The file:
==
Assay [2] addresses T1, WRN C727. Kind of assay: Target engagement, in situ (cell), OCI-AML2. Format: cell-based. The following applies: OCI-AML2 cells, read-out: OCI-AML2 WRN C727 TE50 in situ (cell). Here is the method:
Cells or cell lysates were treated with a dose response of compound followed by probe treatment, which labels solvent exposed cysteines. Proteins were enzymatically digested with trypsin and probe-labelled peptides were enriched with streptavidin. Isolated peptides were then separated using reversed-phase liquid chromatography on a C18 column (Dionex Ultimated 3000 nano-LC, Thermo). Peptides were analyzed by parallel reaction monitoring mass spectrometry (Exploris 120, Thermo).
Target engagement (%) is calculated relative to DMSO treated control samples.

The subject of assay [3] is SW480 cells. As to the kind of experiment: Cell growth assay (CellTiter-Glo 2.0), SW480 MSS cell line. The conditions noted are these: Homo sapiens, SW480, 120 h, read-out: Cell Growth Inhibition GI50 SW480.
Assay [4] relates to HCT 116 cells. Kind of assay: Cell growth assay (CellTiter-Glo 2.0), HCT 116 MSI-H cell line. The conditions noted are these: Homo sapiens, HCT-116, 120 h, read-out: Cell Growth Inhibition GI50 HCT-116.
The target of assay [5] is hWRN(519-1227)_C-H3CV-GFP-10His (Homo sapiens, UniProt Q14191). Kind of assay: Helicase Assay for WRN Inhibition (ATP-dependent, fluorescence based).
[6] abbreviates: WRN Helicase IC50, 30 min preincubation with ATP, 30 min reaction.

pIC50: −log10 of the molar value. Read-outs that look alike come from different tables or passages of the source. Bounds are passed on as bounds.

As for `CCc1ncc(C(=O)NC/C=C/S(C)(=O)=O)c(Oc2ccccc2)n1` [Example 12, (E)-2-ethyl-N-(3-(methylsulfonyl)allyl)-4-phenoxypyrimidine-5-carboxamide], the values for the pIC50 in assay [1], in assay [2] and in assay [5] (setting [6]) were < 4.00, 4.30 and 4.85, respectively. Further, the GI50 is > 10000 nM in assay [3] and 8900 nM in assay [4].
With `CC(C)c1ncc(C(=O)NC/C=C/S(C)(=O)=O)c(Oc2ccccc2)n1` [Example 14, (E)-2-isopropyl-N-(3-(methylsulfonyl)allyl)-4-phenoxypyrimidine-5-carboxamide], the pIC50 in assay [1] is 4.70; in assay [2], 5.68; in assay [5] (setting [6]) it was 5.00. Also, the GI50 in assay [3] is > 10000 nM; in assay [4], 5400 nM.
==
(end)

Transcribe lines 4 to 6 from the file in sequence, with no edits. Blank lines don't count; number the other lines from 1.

The subject of assay [3] is SW480 cells. As to the kind of experiment: Cell growth assay (CellTiter-Glo 2.0), SW480 MSS cell line. The conditions noted are these: Homo sapiens, SW480, 120 h, read-out: Cell Growth Inhibition GI50 SW480.
Assay [4] relates to HCT 116 cells. Kind of assay: Cell growth assay (CellTiter-Glo 2.0), HCT 116 MSI-H cell line. The conditions noted are these: Homo sapiens, HCT-116, 120 h, read-out: Cell Growth Inhibition GI50 HCT-116.
The target of assay [5] is hWRN(519-1227)_C-H3CV-GFP-10His (Homo sapiens, UniProt Q14191). Kind of assay: Helicase Assay for WRN Inhibition (ATP-dependent, fluorescence based).